SEVEN GROUP HOLDINGS has blamed a subdued coal sector in NSW for a cautious outlook that includes flat underlying earnings for the present half-year.
The company reported on Tuesday that net profits for the six months to December 31 increased 590 per cent to $258 million.
The strong result was powered by WesTrac - Seven's Caterpillar franchise in NSW and Western Australia.
The continued strength of the resources boom helped product sales in the heavy machinery business jump 87 per cent to $1.68 billion for the December half, while earnings before interest and tax rose 63 per cent to $275 million.
"The first-half group result was exceptional and was driven by some significant large fleet deliveries at WesTrac," the Seven Group chief executive, Peter Gammell, said.
"The second half will not see this level of product sales and we are therefore not anticipating as good a half."
He said earnings would be flat this half and underlying group net profit for 2012-13 would rise between 10 per cent and 20 per cent from $343 million in the previous financial year.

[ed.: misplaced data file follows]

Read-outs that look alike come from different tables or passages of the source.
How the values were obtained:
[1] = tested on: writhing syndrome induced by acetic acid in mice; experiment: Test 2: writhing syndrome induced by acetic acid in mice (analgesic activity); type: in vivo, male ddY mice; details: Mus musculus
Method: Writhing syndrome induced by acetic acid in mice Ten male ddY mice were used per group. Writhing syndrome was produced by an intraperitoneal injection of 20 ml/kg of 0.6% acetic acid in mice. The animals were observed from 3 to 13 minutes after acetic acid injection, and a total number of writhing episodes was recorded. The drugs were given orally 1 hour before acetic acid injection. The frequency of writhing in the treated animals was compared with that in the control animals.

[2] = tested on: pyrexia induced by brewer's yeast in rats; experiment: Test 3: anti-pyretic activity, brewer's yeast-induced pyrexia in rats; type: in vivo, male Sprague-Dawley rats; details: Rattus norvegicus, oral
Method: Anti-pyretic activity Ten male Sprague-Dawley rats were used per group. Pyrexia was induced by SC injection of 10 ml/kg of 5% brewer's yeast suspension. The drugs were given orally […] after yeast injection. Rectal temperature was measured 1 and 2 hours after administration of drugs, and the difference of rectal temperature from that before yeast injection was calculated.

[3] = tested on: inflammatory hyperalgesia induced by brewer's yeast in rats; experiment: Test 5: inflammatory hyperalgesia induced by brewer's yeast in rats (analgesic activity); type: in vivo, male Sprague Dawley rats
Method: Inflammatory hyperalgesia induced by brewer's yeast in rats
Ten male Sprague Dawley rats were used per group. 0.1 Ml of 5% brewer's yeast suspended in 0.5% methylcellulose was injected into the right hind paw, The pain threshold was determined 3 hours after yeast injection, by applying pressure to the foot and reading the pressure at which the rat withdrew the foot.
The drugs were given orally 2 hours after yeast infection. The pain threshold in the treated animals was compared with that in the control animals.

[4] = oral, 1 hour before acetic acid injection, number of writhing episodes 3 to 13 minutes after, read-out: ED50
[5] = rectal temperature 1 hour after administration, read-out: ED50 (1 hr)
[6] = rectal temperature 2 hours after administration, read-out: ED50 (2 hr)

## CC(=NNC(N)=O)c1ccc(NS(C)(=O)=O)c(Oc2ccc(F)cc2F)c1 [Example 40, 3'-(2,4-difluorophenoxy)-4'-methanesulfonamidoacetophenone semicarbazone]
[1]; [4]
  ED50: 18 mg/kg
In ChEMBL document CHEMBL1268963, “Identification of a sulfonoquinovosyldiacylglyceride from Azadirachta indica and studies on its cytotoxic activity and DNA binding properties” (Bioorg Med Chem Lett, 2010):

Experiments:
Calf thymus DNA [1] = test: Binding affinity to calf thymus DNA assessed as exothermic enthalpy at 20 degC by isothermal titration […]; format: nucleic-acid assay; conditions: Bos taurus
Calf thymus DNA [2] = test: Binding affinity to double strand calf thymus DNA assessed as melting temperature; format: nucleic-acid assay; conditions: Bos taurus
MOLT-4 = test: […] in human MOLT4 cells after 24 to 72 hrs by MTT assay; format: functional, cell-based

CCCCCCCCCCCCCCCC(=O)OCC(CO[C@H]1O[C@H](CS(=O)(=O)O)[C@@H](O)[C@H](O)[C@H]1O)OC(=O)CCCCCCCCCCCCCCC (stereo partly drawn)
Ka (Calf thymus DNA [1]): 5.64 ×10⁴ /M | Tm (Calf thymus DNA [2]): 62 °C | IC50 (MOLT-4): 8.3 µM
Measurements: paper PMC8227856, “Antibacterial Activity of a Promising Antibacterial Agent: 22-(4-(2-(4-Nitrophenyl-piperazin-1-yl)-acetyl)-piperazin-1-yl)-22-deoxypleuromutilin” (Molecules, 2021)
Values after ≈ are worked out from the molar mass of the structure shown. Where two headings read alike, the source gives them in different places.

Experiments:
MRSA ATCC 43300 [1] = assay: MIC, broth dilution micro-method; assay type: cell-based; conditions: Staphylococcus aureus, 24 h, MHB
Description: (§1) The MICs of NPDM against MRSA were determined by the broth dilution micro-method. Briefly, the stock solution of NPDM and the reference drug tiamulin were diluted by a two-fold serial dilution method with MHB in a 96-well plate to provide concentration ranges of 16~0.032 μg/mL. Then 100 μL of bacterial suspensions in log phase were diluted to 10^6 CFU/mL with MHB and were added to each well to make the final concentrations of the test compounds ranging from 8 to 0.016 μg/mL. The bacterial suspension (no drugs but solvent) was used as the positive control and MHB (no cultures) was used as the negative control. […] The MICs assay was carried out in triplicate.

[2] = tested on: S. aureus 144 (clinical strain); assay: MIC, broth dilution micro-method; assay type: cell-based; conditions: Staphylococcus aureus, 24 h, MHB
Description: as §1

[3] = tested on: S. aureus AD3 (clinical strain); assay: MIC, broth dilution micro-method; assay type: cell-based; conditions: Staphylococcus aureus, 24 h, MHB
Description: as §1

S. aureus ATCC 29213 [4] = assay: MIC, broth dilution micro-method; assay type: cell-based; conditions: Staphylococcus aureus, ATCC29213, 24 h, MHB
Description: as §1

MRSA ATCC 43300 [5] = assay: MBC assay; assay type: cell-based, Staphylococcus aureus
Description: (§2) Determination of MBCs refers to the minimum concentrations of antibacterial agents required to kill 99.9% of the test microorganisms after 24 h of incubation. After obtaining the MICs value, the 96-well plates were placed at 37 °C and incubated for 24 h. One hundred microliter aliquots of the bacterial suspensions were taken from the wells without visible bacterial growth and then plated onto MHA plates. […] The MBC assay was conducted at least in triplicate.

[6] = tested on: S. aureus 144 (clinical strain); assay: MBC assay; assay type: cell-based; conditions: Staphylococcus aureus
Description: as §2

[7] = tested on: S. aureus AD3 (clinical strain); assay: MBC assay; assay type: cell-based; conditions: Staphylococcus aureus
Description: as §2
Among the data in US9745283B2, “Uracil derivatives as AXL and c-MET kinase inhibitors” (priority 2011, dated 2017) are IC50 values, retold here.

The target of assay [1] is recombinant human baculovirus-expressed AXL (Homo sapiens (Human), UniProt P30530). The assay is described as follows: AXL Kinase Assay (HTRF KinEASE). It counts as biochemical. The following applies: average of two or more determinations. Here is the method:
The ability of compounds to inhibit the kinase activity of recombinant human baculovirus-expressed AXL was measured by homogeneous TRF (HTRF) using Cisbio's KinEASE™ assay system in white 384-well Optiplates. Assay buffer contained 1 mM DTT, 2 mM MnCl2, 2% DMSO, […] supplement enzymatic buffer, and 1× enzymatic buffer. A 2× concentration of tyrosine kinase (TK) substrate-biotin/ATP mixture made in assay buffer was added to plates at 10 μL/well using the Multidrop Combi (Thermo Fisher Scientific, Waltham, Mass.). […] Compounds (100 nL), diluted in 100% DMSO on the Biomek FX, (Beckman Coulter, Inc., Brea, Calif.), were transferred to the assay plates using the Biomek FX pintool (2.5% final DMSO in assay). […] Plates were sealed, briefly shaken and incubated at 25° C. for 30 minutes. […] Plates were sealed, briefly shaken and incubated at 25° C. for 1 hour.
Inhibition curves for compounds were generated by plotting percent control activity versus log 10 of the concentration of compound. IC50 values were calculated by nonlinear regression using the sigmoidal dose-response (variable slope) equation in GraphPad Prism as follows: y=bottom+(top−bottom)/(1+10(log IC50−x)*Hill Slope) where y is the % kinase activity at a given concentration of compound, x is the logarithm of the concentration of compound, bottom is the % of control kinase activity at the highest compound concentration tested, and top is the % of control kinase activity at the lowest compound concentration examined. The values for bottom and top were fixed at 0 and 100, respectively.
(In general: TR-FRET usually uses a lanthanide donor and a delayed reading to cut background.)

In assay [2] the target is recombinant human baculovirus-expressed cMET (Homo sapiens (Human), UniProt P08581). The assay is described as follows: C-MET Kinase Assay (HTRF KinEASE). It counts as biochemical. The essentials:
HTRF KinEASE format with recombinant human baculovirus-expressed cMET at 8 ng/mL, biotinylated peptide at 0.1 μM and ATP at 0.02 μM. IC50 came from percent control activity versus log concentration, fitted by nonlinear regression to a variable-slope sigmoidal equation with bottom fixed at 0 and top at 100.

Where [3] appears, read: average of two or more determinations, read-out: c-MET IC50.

Seven said underlying profit after tax increased 39 per cent to $235 million for the December half.
Mr Gammell said the main issue was the difference between the recovery in the iron ore sector - in line with recent gains in the price of ore - and the subdued outlook for coal, which dominates WesTrac's NSW business.
"The confidence in the iron ore sector has definitely returned whereas in the coal sector the same cannot be said, it is looking very flat," he said.
It is not just in NSW that WesTrac is under pressure.
Seven signalled trouble at WesTrac's Chinese operations at last year's annual meeting, with costs being cut in line with falling sales. For the December half, Seven said revenues were down 28 per cent and the business was achieving break-even at the earnings before interest and tax (EBIT) level.
Mr Gammell said he expected the business to return to profitability this half.
Earnings for the December half also received a boost from the sale of Seven's stake in Consolidated Media Holdings to News Corp for $491 million. The group reported a gain of $50 million on the sale.
The sales proceeds and strong cash flow helped reduce Seven's debt from $1.72 billion to $837 million.
The sale of ConsMedia further reduces Seven's media investments to its 35 per cent stake in Seven West - the owner of the Seven network and West Australian Newspapers - and a smaller stake in Prime Media.
Last year, its media investments accounted for less than 20 per cent of group earnings.
The potential sale of Seven's 45 per cent share of the Coates Hire Group - which it co-owns with the Carlyle Group, a private equity firm - continues. Goldman Sachs recently sent an information memorandum to interested parties.
"This process is still ongoing," Mr Gammell said.
Seven increased its fully-franked interim dividend by 2¢ to 20¢ a share.
The shares gained nearly 4.6 per cent to finish at $10.51.